The Jets’ Wildcat packages have been, and will remain, classified.
Rex Ryan and offensive coordinator Tony Sparano discussed using the Wildcat in preseason games but opted not to show the formation and leak top secret information that would provide future opponents video to dissect.
“We bounced it back and forth,” Ryan said. “But we made that collective decision that we thought it was in our best interest not to.”
One preseason game remains -- in which quarterbacks Mark Sanchez and Tim Tebow are not expected to play -- before the Jets enter the regular season having not experimented with the Wildcat in live game situations. But Ryan doesn’t see that as a risk.
“Well, we compete against a pretty good defense out here (during practice) when we put it in,” Ryan said. “So it’s not like we haven’t seen competition with it. We’ll see more competition as we build up this week and certainly if we weren’t comfortable with it, we would’ve been using it the whole time.”
The Jets open the season on Sept. 9 against the Buffalo Bills. Their quarterback? David Lee, worked under Sparano in Miami. The fact that Lee has such familiarity with the Wildcat offense only strengthens the Jets desire to keep it under wraps.
“There’s no sense in putting it out there on film,” Ryan said. “Let them guess and hopefully it messes them up.”
But the Jets stagnant offense has been unable to mess anyone up in the preseason. Perhaps as a result of holding back integral elements of their offense, the Jets have gone 35 drives and 174 plays without crossing the goal line and are in danger of becoming the first team not to score a preseason touchdown since the 1977 Atlanta Falcons.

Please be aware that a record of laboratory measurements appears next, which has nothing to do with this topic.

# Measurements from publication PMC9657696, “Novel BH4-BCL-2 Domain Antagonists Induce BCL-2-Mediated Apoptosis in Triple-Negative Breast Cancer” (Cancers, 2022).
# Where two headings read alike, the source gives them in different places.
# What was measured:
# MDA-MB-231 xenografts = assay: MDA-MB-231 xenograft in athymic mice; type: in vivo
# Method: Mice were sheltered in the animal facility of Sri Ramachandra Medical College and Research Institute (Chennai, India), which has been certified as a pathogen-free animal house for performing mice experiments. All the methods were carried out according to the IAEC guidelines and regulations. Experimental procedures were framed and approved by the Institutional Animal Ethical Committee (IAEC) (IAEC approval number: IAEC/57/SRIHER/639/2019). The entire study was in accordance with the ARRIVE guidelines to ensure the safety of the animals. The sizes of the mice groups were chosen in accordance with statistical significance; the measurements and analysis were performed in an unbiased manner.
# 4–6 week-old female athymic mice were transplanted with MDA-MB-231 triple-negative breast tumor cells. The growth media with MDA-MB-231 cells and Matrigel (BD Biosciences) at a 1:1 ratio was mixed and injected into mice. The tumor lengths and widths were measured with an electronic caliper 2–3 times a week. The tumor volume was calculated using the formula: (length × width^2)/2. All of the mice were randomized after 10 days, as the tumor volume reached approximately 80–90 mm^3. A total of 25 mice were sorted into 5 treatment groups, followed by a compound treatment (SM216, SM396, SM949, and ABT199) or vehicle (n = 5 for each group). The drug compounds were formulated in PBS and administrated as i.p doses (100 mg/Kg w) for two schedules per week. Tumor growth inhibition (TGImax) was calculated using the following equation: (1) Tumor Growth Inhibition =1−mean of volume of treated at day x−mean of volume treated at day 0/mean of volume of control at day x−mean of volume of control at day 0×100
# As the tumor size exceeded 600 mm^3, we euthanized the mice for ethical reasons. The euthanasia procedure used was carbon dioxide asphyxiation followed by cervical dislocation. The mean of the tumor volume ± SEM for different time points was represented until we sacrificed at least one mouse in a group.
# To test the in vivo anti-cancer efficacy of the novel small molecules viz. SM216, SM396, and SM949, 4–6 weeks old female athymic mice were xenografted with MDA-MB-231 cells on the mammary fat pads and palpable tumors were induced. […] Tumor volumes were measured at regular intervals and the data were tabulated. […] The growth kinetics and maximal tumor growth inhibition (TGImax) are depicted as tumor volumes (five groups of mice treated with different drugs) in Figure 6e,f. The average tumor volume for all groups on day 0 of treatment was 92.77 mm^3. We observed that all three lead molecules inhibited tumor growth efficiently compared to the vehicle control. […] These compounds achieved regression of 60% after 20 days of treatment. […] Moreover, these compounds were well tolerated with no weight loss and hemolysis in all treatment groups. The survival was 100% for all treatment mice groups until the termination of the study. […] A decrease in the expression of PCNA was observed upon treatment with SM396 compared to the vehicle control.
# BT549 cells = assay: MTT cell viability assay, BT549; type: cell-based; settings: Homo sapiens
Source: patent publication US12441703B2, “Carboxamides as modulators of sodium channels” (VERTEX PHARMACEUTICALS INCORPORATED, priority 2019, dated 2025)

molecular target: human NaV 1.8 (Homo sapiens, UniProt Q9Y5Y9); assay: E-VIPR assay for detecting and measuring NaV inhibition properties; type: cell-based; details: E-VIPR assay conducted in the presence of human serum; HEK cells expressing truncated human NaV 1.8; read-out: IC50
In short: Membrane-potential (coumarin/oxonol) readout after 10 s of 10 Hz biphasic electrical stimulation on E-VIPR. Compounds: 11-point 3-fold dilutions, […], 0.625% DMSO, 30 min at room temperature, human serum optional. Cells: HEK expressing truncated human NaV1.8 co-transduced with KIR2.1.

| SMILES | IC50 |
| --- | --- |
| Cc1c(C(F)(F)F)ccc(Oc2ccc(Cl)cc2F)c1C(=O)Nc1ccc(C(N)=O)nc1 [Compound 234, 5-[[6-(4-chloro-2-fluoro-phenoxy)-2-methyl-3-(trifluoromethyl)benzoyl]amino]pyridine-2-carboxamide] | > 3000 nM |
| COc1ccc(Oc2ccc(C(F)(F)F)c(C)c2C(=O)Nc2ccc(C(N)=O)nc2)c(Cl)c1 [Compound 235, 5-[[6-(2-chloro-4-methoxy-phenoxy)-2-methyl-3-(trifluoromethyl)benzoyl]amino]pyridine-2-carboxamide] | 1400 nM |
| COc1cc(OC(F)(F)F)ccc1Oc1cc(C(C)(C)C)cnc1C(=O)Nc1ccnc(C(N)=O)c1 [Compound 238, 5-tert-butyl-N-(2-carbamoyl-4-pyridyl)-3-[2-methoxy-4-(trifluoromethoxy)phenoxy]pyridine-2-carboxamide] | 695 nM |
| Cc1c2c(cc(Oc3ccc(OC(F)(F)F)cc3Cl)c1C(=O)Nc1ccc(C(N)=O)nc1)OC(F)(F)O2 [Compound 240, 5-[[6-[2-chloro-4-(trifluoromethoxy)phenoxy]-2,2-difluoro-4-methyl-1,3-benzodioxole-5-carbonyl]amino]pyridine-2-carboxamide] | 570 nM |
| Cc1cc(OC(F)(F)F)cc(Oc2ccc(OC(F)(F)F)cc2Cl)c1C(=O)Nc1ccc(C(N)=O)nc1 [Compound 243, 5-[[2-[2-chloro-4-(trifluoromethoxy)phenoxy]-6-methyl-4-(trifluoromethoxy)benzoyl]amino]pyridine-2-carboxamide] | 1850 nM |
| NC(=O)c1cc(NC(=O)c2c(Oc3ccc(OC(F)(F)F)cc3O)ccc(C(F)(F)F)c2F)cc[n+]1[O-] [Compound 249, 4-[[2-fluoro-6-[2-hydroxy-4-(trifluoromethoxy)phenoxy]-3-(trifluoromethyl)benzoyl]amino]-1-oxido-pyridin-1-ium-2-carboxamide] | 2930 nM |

Yet there is no panic from the members of an offensive that is a work in progress but hasn’t shown any tangible signs of improvement.
“We’re saving our good stuff for the regular season,” Sanchez said after the Jets 17-12 loss to Carolina on Sunday.
Although Tebow will be using his legs and not his arm while engineering the Wildcat, Ryan added that he has seen improvements in his throwing ability. In three games this preseason, Tebow has completed just 13 of 36 passes for 151 yards with no touchdowns (obviously) and two interceptions.
“I can tell you this, I think his mechanics are improving throwing the football,” Ryan said. “When you’re running around back there when everybody knows you’re passing and maybe it’s not an ideal situation for you, it’s a little tough. He does some things though that just being able to keep plays alive, is really impressive. I know he probably wishes his percentage was higher but at those times, it’s a little different. Especially when you’re just firing up there quite a bit. I’ve been impressed with Tim.”